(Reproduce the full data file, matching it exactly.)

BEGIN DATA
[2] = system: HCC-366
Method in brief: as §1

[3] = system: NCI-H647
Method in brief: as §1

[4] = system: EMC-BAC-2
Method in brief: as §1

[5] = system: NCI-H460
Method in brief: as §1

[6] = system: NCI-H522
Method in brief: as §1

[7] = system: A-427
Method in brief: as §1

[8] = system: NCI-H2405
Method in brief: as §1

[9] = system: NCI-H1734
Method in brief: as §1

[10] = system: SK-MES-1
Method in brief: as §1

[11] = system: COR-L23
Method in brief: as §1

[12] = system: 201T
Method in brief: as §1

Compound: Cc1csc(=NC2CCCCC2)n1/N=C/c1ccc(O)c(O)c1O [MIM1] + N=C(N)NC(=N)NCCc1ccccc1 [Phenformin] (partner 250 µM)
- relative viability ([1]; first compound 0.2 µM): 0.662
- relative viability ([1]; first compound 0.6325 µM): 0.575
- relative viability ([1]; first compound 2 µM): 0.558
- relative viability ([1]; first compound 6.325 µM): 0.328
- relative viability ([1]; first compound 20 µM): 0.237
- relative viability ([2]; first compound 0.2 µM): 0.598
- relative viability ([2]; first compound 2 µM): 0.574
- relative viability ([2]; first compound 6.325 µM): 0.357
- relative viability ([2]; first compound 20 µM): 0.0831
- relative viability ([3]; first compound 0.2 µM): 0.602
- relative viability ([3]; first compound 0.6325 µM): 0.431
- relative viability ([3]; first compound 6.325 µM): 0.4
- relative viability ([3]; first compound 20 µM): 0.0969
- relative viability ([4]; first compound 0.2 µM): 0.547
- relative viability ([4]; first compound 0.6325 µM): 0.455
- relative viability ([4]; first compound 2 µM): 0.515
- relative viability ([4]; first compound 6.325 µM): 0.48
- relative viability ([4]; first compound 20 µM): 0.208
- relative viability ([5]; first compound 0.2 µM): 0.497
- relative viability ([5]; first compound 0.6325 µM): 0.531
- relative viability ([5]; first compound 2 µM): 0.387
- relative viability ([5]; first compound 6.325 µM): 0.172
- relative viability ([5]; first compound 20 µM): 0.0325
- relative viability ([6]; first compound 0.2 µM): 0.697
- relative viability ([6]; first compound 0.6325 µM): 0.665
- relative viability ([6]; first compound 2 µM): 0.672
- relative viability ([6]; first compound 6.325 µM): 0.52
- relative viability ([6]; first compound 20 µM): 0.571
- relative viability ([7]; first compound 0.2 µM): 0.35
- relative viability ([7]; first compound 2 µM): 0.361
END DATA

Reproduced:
[2] = system: HCC-366
Method in brief: as §1

[3] = system: NCI-H647
Method in brief: as §1

[4] = system: EMC-BAC-2
Method in brief: as §1

[5] = system: NCI-H460
Method in brief: as §1

[6] = system: NCI-H522
Method in brief: as §1

[7] = system: A-427
Method in brief: as §1

[8] = system: NCI-H2405
Method in brief: as §1

[9] = system: NCI-H1734
Method in brief: as §1

[10] = system: SK-MES-1
Method in brief: as §1

[11] = system: COR-L23
Method in brief: as §1

[12] = system: 201T
Method in brief: as §1

Compound: Cc1csc(=NC2CCCCC2)n1/N=C/c1ccc(O)c(O)c1O [MIM1] + N=C(N)NC(=N)NCCc1ccccc1 [Phenformin] (partner 250 µM)
- relative viability ([1]; first compound 0.2 µM): 0.662
- relative viability ([1]; first compound 0.6325 µM): 0.575
- relative viability ([1]; first compound 2 µM): 0.558
- relative viability ([1]; first compound 6.325 µM): 0.328
- relative viability ([1]; first compound 20 µM): 0.237
- relative viability ([2]; first compound 0.2 µM): 0.598
- relative viability ([2]; first compound 2 µM): 0.574
- relative viability ([2]; first compound 6.325 µM): 0.357
- relative viability ([2]; first compound 20 µM): 0.0831
- relative viability ([3]; first compound 0.2 µM): 0.602
- relative viability ([3]; first compound 0.6325 µM): 0.431
- relative viability ([3]; first compound 6.325 µM): 0.4
- relative viability ([3]; first compound 20 µM): 0.0969
- relative viability ([4]; first compound 0.2 µM): 0.547
- relative viability ([4]; first compound 0.6325 µM): 0.455
- relative viability ([4]; first compound 2 µM): 0.515
- relative viability ([4]; first compound 6.325 µM): 0.48
- relative viability ([4]; first compound 20 µM): 0.208
- relative viability ([5]; first compound 0.2 µM): 0.497
- relative viability ([5]; first compound 0.6325 µM): 0.531
- relative viability ([5]; first compound 2 µM): 0.387
- relative viability ([5]; first compound 6.325 µM): 0.172
- relative viability ([5]; first compound 20 µM): 0.0325
- relative viability ([6]; first compound 0.2 µM): 0.697
- relative viability ([6]; first compound 0.6325 µM): 0.665
- relative viability ([6]; first compound 2 µM): 0.672
- relative viability ([6]; first compound 6.325 µM): 0.52
- relative viability ([6]; first compound 20 µM): 0.571
- relative viability ([7]; first compound 0.2 µM): 0.35
- relative viability ([7]; first compound 2 µM): 0.361